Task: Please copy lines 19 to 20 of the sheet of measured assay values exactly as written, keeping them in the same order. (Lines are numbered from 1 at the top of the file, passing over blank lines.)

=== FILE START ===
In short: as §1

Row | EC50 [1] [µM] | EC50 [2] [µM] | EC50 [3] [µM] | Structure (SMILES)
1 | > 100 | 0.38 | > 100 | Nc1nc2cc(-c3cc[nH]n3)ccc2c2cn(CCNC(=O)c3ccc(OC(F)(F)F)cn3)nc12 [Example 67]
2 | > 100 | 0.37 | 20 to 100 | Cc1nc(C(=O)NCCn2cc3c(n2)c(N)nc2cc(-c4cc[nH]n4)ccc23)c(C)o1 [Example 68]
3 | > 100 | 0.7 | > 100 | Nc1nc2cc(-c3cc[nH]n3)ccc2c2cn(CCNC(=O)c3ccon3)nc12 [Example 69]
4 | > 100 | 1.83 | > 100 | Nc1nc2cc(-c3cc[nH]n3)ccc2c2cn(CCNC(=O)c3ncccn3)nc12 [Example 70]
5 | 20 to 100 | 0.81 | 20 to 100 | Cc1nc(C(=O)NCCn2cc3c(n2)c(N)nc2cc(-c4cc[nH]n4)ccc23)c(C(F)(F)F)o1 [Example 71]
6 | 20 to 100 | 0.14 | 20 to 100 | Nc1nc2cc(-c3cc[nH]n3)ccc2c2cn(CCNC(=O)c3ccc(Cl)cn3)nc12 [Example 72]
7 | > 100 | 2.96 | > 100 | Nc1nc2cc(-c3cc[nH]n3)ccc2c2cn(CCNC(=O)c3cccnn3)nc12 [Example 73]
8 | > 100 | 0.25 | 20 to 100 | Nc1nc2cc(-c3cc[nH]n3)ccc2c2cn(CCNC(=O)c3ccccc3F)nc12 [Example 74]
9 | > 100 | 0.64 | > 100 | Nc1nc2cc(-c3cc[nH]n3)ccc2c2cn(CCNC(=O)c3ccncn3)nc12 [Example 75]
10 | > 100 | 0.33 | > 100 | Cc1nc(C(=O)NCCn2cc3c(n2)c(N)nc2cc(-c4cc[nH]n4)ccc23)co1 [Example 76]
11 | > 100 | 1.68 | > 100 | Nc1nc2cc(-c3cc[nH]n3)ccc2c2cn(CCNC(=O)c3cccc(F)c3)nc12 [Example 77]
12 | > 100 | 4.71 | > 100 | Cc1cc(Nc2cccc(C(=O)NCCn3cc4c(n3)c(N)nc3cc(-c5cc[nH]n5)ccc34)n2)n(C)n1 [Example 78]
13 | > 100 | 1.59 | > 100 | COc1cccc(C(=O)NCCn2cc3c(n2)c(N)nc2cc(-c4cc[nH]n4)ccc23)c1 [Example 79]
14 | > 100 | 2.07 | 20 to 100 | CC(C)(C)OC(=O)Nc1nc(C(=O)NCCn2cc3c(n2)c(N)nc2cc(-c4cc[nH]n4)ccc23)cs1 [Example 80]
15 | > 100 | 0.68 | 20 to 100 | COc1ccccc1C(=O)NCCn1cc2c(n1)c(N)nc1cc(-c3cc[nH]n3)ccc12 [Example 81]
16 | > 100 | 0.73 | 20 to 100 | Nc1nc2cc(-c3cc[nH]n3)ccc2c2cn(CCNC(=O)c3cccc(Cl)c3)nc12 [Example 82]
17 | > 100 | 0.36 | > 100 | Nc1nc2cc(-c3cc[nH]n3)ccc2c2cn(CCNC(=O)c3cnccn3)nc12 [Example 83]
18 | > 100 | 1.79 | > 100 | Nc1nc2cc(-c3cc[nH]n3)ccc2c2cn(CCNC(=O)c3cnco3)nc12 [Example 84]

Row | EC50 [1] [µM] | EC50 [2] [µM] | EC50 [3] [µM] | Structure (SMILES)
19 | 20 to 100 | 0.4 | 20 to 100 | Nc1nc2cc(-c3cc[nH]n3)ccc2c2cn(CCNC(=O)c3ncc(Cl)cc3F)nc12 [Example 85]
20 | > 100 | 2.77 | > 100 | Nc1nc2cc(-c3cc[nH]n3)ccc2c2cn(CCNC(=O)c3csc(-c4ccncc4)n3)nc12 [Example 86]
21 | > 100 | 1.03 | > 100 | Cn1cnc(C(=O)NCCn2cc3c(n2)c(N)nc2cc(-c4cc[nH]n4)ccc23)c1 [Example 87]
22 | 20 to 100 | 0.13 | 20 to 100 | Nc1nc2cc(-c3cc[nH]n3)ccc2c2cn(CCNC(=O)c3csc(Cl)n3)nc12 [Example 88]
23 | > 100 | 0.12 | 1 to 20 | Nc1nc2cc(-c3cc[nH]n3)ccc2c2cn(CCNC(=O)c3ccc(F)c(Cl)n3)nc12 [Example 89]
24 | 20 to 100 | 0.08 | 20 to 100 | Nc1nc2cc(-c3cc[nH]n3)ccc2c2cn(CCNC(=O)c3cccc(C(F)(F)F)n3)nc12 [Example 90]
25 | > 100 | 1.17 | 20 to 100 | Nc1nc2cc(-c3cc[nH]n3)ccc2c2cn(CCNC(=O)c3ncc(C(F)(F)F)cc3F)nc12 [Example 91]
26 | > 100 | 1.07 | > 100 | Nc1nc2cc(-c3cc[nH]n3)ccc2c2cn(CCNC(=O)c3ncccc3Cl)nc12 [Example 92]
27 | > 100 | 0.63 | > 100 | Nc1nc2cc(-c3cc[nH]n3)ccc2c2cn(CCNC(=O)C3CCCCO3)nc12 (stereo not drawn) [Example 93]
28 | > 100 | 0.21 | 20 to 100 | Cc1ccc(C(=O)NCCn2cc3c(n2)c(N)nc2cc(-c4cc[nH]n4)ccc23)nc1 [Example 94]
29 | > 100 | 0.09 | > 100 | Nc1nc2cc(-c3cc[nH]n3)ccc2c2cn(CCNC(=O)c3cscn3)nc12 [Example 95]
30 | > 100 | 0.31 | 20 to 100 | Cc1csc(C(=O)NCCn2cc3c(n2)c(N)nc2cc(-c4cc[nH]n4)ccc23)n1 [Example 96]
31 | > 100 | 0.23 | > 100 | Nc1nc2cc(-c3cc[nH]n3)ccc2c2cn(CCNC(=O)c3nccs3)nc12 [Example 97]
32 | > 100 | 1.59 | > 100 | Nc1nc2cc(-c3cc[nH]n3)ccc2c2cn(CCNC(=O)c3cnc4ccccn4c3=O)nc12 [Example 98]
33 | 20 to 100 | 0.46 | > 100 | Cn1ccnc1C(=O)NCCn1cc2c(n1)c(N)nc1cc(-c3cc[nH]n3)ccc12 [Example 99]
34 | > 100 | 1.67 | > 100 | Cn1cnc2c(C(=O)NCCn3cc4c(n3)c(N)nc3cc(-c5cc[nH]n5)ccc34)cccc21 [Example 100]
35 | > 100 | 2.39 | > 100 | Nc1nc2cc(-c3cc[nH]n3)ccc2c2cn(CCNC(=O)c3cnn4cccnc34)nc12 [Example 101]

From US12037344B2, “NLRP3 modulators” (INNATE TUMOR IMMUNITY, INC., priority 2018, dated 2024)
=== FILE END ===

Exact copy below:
17 | > 100 | 0.36 | > 100 | Nc1nc2cc(-c3cc[nH]n3)ccc2c2cn(CCNC(=O)c3cnccn3)nc12 [Example 83]
18 | > 100 | 1.79 | > 100 | Nc1nc2cc(-c3cc[nH]n3)ccc2c2cn(CCNC(=O)c3cnco3)nc12 [Example 84]